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Summary: John the Baptist provides a prime example of a preacher's humility: pointing away from himself to Jesus: not seeking to add followers to His own fold, but to Christ, the Son of God.

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THE VOICE

John 1:19-28

The prologue to John’s Gospel gives an account of how Eternity broke into time (John 1:1; John 1:14): yet Time encroaches on the very timelessness of the account in the person of “a man sent from God, whose name was John” (John 1:6). This John is not to be confused with the author of the Gospel: neither is he to be confused with the One whom he came to proclaim (John 1:8). John came to bear testimony concerning the main character of the book: Jesus (John 1:15).

Identified as the Baptist (Matthew); the baptiser (Mark); the son of Zacharias, located in the wilderness (Luke): John saw himself as nothing more than a voice (John 1:23). This is typical of the humility of the prophets (e.g. Isaiah 6:5; Jeremiah 1:6; Amos 7:14). This distinguishes the true minister of God from the false (2 Corinthians 4:5).

Yet the Voice speaks words, and the true witness points away from himself to Another. John spoke concerning the Light, that through him (that is, through John’s testimony) people might believe (John 1:7). This is the task of everyone who seeks to share the gospel with others: to draw attention not to ourselves, and our ministry, and what we are doing for God; but to our Lord Jesus Christ, to what He has done, and what He is doing (John 1:29).

The witness of John is put on record (John 1:19) because the Council in Jerusalem sent a delegation to him, asking who he thought he was, preaching without licence (from them) out there in the wilderness. They surely knew he was a priest’s son, but they wondered whether he was perhaps setting himself up to be the long-awaited (and soon expected) Messiah? Anticipating their question, John emphatically denied that he was the Messiah (John 1:20).

Or was he Elijah, or the Prophet spoken of by Moses (John 1:21)?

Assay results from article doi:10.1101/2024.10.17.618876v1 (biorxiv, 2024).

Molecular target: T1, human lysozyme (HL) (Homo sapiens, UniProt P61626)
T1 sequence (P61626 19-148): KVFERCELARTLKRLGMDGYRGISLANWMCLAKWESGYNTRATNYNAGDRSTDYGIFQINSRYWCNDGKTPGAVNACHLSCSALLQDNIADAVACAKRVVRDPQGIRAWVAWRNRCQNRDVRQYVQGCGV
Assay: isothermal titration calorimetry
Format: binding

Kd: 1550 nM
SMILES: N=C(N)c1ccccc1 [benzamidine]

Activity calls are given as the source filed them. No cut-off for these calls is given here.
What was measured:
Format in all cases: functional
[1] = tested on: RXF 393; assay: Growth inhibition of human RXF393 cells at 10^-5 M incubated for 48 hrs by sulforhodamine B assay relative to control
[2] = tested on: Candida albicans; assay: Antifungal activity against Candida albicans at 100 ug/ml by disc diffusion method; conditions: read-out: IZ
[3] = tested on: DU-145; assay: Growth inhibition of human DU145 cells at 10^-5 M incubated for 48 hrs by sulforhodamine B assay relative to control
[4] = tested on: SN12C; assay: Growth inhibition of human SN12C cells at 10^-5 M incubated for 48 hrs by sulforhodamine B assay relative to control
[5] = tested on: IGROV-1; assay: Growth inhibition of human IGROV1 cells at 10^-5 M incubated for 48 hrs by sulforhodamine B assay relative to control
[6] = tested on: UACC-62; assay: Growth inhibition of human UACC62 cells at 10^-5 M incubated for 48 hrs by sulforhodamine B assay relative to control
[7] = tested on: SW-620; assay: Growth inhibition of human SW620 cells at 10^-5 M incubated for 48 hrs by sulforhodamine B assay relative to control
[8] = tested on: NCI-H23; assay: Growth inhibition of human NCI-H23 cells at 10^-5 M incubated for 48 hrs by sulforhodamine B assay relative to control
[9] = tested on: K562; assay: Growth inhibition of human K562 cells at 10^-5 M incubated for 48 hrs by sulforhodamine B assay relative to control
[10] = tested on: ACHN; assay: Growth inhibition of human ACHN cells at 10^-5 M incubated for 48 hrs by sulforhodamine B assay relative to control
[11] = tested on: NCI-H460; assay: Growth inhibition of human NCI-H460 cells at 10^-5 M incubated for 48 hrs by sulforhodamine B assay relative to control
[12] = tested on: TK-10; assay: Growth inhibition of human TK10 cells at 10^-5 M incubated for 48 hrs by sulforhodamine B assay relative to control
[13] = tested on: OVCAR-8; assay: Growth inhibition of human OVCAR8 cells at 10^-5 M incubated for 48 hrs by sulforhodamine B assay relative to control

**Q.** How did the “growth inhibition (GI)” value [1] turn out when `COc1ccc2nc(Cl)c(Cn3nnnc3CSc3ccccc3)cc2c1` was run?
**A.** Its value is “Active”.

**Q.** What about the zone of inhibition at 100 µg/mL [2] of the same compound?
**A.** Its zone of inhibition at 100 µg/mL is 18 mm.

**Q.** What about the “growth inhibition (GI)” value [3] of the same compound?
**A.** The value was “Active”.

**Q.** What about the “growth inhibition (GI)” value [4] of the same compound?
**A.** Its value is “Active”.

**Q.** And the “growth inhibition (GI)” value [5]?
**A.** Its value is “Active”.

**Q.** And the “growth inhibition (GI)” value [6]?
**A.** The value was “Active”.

Elijah was expected to appear before the “great and dreadful day of the LORD” (Malachi 4:5). John here denies that he is the Elijah of their common expectation, because he was not the forerunner of a triumphant King who would deliver them from the Romans, but of the humble Servant who would die for the sins of His people. Nevertheless, Jesus speaks of John the Baptist as having come in the spirit of Elijah (Matthew 17:10-13).

Moses spoke of a Prophet like himself, who was to come of the nation of Israel, and to whom they should hearken. He would speak God’s words - and woe betide any who did not obey (Deuteronomy 18:15; Deuteronomy 18:18-19). This Prophet is not John (John 1:21), but Jesus (John 12:49).

It would appear that the authorities were more concerned with the man (John 1:22) - and what the man was doing, and how he was stepping on their collective ecclesiastical toes - than with the message of repentance which he preached (Luke 7:30). This interview appears to be more of an interrogation than an honest inquiry, and seemed to take on the sneering scorn of an Inquisition before it was over. Familiar with baptism as a means of bringing non-Jews into the commonwealth of Israel, they next questioned his authority to baptise those who were already of the Jewish faith (John 1:25).


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